Travel alert: An inauspicious August for tourism

Northern areas paint dismal picture, 80% lower occupancy in hotels.

Shahram Haq September 02, 2014


Whatever recovery of sorts Pakistan’s tourism industry had recorded, the previous month has done a good job in casting a dark shadow over it.

The ongoing political standoff in Islamabad featuring Imran Khan-led PTI and Tahirul Qadri’s PAT against the government has caused quite a bit of damage to the economy. Rupee has depreciated, foreign exchange reserves have slid and the KSE-100 index has seen several days of drastic decrease.

Similarly, the tourism industry has also been adversely affected. Major tourist destinations including Murree, its adjacent spots, Kaghan, Naran, Kashmir and Swat have seen a dip in visitors who tend to go through Islamabad to reach the northern areas.

Among these, Murree, Nathia Gali and Ayubia are the most visited spots because of their accessibility and better infrastructure compared to the rest.

Summer is considered the peak season for local hotels and vendors to earn money. But, unfortunately, this August has not been a favourable one for them. Normally, the sector earns huge profits in summers to sustain for the off seasons.

“Our hotels are usually fully occupied during mid-August and bookings are made in advance, but this political turmoil has proven disastrous for us,” said Hotel One Murree Regional Manager Ali Zeeshan.

There are about 1000 medium- and small-scale hotels and motels along the Murree belt which go up till Abbottabad. The occupancy rates there fell sharply in August.

The hotel chains are claiming around 70-80% low occupancy compared to the previous year. “We have recorded 70% difference this August. We normally have 90% occupancy by August but this year we closed it at 20%,” Zeeshan said.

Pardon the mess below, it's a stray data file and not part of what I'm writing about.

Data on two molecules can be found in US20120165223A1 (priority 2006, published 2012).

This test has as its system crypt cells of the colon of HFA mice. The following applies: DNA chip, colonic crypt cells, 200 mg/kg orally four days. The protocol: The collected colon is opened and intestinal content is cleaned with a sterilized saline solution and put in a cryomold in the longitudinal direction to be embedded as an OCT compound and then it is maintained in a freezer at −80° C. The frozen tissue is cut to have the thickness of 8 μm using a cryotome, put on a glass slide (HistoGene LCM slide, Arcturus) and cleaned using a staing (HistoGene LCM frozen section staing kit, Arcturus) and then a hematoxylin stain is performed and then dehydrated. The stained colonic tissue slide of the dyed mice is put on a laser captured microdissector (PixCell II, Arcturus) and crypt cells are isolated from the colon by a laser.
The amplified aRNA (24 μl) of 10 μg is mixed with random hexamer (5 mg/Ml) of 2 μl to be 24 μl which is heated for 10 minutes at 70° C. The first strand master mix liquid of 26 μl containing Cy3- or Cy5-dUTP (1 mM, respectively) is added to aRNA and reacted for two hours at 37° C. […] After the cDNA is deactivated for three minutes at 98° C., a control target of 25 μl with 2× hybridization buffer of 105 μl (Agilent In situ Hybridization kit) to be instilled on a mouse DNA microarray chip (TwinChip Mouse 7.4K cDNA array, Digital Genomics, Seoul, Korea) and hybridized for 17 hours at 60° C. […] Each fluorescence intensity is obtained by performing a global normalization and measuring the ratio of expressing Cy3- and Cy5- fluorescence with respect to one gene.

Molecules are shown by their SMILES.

“People from central, southern Punjab and even from Karachi and other parts of Sindh who usually visit these areas either cancelled or postponed their trips as the government blocked the highway, Grand Trunk Road and the Motorway.”

“Those coming from Sindh usually prefer staying overnight in Lahore or Islamabad before arriving here. Many people book rented cars from hotels or other agencies but sales volume was very low there too,” he said.

“Obviously such leisure trips require money, but since there is a lack of cash flow in the economy, people have postponed their trips,” said Travel Hut Managing Director Wahid Mukhtar.

“Embassies have also advised their citizens to avoid travelling. Hikers, who visited the region, have now headed towards India and Nepal. School and college tours have diminished too. For local tourists, visiting Naran Kaghan areas is also risky as many petrol pumps are closed in the area,” Mukhtar pointed out.

“Seeing the situation, hotels and guest houses closed for business in August, as they saw minimal or no profit coming their way.

“Due to the impediments set on the roads, the area has suffered acute shortage of food items and basic commodities too. Though the supply has been restored, there had been a temporarily hike in prices, which added to the woes of the industry,” said Zeeshan.

Published in The Express Tribune, September 3rd, 2014.

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